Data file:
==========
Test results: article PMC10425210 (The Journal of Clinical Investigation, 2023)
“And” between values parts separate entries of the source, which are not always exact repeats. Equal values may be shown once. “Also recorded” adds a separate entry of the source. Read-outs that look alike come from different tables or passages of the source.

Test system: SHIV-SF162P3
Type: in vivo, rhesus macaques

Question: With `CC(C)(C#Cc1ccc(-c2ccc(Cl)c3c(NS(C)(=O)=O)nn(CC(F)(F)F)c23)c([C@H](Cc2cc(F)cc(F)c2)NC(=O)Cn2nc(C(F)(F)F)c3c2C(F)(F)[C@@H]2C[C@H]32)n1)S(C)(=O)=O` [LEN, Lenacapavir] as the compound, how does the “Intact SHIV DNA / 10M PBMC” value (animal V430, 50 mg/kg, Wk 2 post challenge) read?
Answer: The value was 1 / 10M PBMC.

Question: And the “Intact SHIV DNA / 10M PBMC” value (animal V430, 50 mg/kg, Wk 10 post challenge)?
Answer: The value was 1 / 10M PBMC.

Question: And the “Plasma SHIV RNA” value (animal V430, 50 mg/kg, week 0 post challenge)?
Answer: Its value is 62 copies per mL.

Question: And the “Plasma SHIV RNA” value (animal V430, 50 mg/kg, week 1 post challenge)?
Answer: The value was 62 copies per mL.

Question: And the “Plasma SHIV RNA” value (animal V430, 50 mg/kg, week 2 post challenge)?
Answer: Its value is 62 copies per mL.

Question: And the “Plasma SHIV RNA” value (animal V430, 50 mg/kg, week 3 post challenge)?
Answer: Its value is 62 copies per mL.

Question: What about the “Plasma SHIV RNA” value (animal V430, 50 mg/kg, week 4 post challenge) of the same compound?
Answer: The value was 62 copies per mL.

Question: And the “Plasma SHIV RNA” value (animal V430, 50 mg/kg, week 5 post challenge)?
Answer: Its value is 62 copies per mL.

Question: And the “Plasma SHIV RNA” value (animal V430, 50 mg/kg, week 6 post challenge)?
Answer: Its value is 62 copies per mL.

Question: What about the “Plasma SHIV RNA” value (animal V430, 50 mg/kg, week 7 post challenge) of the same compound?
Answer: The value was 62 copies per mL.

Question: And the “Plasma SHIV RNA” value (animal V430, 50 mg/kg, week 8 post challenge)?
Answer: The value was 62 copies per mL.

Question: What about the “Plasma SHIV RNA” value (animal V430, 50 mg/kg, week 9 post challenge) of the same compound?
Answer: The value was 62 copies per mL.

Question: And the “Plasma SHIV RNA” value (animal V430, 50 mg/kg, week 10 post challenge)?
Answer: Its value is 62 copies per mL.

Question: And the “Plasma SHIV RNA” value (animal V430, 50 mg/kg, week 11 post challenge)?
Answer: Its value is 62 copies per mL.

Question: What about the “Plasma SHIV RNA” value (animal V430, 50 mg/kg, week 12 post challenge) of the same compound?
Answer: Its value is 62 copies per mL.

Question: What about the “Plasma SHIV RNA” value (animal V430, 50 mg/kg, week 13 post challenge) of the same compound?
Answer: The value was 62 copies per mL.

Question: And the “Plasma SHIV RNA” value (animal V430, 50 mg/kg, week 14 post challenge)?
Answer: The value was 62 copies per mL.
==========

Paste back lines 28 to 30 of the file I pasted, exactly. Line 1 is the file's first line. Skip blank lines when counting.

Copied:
Answer: The value was 62 copies per mL.

Question: And the “Plasma SHIV RNA” value (animal V430, 50 mg/kg, week 10 post challenge)?
Answer: Its value is 62 copies per mL.